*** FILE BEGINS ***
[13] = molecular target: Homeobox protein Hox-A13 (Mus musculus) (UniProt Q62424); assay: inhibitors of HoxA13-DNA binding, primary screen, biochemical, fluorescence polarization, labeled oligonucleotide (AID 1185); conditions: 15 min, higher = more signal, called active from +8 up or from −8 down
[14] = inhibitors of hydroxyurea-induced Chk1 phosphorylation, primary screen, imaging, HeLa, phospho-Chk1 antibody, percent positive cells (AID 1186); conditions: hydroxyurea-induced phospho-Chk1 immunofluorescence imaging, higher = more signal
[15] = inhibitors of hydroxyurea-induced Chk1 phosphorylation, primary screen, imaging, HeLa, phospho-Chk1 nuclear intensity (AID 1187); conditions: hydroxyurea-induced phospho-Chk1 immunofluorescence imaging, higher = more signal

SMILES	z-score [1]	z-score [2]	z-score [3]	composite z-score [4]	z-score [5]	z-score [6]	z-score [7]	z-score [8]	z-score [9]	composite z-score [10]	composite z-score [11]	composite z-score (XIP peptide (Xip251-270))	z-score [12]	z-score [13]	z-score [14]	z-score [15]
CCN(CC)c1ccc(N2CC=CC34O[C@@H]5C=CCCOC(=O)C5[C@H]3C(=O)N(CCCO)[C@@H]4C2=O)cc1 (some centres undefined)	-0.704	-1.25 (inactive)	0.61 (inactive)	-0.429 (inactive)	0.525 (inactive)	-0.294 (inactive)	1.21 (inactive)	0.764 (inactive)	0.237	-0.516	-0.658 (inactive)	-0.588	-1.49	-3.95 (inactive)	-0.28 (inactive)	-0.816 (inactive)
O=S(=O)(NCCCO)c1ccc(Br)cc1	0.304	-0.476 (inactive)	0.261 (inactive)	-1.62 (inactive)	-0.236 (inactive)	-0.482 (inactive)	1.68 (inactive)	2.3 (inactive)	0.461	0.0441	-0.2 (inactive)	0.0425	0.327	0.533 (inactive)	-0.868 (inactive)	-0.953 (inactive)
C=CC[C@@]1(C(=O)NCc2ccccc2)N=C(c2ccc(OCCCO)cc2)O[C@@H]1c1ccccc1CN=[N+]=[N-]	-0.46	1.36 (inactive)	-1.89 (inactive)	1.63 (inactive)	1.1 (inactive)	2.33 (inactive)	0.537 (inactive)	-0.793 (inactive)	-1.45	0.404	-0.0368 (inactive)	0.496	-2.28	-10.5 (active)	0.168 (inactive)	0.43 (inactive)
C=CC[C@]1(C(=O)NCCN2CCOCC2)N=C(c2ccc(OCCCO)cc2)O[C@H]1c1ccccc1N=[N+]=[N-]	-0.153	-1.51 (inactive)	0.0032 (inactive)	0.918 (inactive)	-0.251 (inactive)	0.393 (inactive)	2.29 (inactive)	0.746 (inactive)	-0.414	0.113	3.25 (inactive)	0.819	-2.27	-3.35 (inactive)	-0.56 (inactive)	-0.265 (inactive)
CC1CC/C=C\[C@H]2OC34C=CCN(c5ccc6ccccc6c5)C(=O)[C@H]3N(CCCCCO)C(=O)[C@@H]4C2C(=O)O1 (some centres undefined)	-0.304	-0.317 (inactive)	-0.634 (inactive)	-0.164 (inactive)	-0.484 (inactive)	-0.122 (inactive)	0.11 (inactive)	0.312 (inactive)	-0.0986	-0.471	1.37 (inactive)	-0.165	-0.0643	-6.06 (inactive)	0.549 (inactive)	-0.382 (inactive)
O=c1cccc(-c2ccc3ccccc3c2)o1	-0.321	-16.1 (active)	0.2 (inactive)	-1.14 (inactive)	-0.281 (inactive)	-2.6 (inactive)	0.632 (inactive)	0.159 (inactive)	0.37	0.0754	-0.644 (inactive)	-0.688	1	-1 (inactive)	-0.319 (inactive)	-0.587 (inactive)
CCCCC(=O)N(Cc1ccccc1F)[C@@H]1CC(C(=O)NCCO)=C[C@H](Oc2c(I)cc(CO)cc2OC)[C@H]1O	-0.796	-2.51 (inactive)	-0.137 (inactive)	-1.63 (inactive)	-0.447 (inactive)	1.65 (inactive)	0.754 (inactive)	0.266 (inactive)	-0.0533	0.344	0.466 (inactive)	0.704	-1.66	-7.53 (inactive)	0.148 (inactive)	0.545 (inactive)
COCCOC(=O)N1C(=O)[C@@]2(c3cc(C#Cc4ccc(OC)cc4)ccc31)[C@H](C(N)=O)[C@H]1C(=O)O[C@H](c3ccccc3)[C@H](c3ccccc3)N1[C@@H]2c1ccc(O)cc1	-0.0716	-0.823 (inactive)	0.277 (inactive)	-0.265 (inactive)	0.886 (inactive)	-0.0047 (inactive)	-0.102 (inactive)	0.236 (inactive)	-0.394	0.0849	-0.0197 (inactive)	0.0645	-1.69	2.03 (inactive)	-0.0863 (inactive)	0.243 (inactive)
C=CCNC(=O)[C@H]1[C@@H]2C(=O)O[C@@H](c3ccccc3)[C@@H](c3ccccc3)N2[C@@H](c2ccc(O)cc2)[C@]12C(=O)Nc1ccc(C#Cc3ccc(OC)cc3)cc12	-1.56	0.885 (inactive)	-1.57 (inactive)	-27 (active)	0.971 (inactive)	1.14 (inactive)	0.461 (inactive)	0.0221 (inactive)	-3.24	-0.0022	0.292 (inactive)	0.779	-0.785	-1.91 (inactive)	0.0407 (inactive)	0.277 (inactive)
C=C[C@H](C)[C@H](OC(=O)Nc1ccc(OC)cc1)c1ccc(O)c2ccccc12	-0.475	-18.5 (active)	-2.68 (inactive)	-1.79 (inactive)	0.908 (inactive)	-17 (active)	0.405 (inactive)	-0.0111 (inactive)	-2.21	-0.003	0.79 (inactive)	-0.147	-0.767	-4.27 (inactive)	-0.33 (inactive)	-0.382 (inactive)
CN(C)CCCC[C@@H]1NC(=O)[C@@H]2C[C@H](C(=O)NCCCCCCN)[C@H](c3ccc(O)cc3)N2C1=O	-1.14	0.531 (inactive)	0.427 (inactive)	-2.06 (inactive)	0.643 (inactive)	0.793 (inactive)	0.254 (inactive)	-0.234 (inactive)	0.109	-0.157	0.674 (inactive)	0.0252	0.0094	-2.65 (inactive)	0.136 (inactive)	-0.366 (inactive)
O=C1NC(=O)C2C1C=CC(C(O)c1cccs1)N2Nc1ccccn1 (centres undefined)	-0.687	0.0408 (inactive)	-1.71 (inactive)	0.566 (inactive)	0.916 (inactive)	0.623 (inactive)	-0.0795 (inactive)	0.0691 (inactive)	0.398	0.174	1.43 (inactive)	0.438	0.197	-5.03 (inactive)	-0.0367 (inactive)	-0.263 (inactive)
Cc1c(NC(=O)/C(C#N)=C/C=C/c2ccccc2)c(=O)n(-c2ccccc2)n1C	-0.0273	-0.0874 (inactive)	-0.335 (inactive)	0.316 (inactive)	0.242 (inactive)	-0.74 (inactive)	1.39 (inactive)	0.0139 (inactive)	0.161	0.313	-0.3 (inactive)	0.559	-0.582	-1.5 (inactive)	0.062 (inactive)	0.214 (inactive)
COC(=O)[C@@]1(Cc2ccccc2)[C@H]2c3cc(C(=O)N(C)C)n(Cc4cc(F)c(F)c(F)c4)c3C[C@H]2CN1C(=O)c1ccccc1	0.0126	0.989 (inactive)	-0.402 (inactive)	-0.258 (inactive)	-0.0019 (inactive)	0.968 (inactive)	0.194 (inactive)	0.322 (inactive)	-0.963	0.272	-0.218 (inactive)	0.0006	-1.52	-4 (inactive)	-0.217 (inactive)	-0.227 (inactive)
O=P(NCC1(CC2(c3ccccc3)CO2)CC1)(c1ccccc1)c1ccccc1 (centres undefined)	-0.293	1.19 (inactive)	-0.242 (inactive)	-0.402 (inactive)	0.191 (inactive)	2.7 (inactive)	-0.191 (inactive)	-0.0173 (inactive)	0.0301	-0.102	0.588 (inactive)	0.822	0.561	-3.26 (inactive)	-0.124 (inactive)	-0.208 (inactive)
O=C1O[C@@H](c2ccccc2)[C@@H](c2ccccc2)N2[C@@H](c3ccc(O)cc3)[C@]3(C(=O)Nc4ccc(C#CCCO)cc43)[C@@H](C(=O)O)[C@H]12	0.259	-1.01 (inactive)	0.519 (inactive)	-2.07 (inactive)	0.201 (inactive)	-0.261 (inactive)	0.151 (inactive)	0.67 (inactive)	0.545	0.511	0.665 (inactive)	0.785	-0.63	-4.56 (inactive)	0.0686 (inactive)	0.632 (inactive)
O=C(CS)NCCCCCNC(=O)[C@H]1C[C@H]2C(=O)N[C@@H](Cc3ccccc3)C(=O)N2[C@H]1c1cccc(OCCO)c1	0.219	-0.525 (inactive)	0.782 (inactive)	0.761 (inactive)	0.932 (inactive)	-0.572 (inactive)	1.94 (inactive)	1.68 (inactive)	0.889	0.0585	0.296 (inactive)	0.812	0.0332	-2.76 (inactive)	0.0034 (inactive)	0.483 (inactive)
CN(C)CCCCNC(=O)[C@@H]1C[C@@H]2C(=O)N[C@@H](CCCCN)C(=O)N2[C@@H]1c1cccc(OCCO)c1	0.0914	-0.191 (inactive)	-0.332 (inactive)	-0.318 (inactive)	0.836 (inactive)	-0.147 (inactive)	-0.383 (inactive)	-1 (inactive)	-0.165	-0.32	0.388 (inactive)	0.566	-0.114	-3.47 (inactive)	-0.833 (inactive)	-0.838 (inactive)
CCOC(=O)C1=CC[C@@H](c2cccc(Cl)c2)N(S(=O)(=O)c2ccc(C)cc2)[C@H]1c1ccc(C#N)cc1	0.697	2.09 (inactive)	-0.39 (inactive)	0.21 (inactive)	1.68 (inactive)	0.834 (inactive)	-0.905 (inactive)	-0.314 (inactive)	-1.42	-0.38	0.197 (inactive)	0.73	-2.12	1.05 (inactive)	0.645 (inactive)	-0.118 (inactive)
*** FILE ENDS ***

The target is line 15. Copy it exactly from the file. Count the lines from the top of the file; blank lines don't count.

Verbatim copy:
CN(C)CCCC[C@@H]1NC(=O)[C@@H]2C[C@H](C(=O)NCCCCCCN)[C@H](c3ccc(O)cc3)N2C1=O	-1.14	0.531 (inactive)	0.427 (inactive)	-2.06 (inactive)	0.643 (inactive)	0.793 (inactive)	0.254 (inactive)	-0.234 (inactive)	0.109	-0.157	0.674 (inactive)	0.0252	0.0094	-2.65 (inactive)	0.136 (inactive)	-0.366 (inactive)